Large-scale hEDS Study Begins Recruiting Participants

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by Santiago Gisler |

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Genetic causes

The Ehlers-Danlos Society announced that the large-scale Hypermobile Ehlers-Danlos Syndrome Genetic Research Study, aiming to find genetic markers underlying hypermobile Ehlers-Danlos syndrome (hEDS), has started recruiting participants.

Following two independent and anonymous donations — each around $1 million — to the Ehlers-Danlos Society in early 2018 and 2019, the organization created the Hypermobile EDS Genetic Research Network, made up of an international group of physicians, geneticists, and technical staff aiming to find the genetic causes of hEDS.

The study will extend over the next nine months, and recruit 1,000 participants diagnosed with hEDS, according to the most recent clinical criteria for the disease (set in 2017). To assess genetic variants (or mutations) that may underlie the condition, the study will screen and sequence the DNA of recruited participants.

“To find preventions and treatments for hEDS, we have to understand the cause,” Joel Hirschhorn, MD, PhD, Concordia professor of pediatrics, professor of genetics at the Boston Children’s Hospital/Harvard Medical School, and member of the Hypermobile Genetic Research Network, said in a news release. “Genetic studies like this one provide a path toward that goal.”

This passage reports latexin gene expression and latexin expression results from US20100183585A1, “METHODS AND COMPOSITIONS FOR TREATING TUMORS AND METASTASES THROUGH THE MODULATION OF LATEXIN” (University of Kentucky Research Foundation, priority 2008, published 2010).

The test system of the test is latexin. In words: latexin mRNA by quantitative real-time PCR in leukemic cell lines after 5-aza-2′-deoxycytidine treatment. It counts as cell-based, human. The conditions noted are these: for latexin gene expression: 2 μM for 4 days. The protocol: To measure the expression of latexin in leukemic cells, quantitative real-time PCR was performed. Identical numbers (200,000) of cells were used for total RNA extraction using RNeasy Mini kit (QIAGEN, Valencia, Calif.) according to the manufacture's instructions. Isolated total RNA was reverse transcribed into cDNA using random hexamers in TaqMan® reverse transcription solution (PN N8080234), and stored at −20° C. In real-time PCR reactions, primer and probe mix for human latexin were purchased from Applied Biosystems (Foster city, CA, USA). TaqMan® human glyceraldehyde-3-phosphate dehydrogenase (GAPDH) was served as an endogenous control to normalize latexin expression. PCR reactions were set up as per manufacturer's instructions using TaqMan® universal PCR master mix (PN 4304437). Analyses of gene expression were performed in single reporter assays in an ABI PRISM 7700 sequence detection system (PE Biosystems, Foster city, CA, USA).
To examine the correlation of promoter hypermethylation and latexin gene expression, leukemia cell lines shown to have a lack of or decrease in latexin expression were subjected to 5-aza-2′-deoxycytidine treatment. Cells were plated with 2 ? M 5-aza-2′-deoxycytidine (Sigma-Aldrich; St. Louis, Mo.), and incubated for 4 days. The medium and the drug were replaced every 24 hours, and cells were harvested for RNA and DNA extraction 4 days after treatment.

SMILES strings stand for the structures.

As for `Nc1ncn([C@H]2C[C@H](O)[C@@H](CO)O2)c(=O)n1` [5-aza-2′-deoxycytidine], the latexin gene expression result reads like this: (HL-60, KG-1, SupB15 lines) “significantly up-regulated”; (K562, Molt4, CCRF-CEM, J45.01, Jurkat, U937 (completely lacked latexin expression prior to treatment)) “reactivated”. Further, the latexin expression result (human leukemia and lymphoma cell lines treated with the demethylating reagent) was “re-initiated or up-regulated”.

hEDS is the most common form of EDS, and is the only subtype among the 14 within the EDS disease group with no identified genetic markers.

“Understanding the genetic causes of hypermobile EDS is absolutely crucial to the EDS community,” said Clair Francomano, MD, chair of the Ehlers-Danlos Society’s medical and scientific board, and director of the Ehlers-Danlos Society Center for Clinical Care and Research at the Harvey Institute of Human Genetics.

“Understanding the genetic pathways leading to hypermobile EDS will inform the search for rational therapies for this disorder, and hopefully, eventually, a cure,” Francomano said.

Potential participants for the Hypermobile Ehlers-Danlos Syndrome Genetic Study must first join a global registry for EDS and related disorders, initiated by the Ehlers-Danlos Society in July 2018. The registry contains clinical information gathered from thousands of patients with EDS and related disorders, and allows the researchers to compare data among patients on a large scale.

A collaboration between the Ehlers-Danlos Society and a group of selected clinicians worldwide will enable the study to select participants with hEDS who have completed the global registry.

“If we are successful in identifying the underlying genes for hypermobile EDS, the opportunities for earlier diagnosis and more comprehensive treatment and care are virtually limitless,” said Lara Bloom, international executive director for the Ehlers-Danlos Society. “We are incredibly grateful to the generous donors who’ve made this possible.”

The first enrollments will take place in Madrid, Spain, in April, and in Nashville, Tennessee, in July, at the respective Learning Conferences organized by the Ehlers-Danlos Society.

More information about the Hypermobile EDS Genetic Research Study, and how to participate can be found here.